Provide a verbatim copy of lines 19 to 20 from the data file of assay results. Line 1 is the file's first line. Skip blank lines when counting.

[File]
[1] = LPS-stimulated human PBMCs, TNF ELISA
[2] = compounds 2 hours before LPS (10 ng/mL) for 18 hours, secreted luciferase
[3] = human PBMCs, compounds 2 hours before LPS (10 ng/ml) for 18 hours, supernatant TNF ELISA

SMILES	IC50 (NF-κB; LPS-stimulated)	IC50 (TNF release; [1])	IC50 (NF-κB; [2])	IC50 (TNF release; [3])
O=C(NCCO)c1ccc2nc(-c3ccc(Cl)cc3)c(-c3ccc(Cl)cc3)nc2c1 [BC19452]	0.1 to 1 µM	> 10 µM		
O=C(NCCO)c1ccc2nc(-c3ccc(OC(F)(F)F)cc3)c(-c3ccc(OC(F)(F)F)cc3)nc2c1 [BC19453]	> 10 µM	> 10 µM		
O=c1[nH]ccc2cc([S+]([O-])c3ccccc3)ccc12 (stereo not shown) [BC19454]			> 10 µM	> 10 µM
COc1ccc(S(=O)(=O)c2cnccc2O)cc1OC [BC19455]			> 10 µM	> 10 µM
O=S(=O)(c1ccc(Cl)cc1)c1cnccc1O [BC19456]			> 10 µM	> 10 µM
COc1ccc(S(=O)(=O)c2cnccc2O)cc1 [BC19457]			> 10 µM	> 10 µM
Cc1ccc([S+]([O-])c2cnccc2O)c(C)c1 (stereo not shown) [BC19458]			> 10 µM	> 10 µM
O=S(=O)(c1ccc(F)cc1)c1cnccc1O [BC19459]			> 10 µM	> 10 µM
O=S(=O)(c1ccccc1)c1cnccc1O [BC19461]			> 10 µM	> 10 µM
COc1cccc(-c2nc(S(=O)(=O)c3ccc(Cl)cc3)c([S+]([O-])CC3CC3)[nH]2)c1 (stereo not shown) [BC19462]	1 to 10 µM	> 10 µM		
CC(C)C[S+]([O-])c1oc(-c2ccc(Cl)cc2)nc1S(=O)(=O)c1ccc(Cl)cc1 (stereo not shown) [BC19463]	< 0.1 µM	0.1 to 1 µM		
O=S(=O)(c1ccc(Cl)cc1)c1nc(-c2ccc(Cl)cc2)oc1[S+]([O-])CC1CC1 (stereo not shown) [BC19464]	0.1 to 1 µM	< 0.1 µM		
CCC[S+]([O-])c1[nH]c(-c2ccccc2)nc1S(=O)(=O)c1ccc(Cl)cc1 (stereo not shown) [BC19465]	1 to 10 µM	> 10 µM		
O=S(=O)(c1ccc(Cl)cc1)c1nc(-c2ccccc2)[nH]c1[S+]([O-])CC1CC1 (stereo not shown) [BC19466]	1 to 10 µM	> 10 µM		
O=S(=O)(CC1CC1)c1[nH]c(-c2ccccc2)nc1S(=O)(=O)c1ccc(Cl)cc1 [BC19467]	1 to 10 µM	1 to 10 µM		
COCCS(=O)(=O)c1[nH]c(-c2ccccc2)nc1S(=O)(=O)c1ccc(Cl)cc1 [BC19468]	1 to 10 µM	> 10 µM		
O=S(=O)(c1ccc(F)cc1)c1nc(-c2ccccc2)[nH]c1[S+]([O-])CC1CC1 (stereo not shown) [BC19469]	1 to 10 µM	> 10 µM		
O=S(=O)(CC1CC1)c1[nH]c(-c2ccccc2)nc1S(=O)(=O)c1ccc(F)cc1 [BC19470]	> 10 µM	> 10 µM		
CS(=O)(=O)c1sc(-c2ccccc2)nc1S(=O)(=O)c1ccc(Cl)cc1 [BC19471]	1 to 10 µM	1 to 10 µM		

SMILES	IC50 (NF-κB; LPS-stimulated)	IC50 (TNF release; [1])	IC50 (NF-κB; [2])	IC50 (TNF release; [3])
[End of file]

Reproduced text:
O=S(=O)(CC1CC1)c1[nH]c(-c2ccccc2)nc1S(=O)(=O)c1ccc(Cl)cc1 [BC19467]	1 to 10 µM	1 to 10 µM		
COCCS(=O)(=O)c1[nH]c(-c2ccccc2)nc1S(=O)(=O)c1ccc(Cl)cc1 [BC19468]	1 to 10 µM	> 10 µM		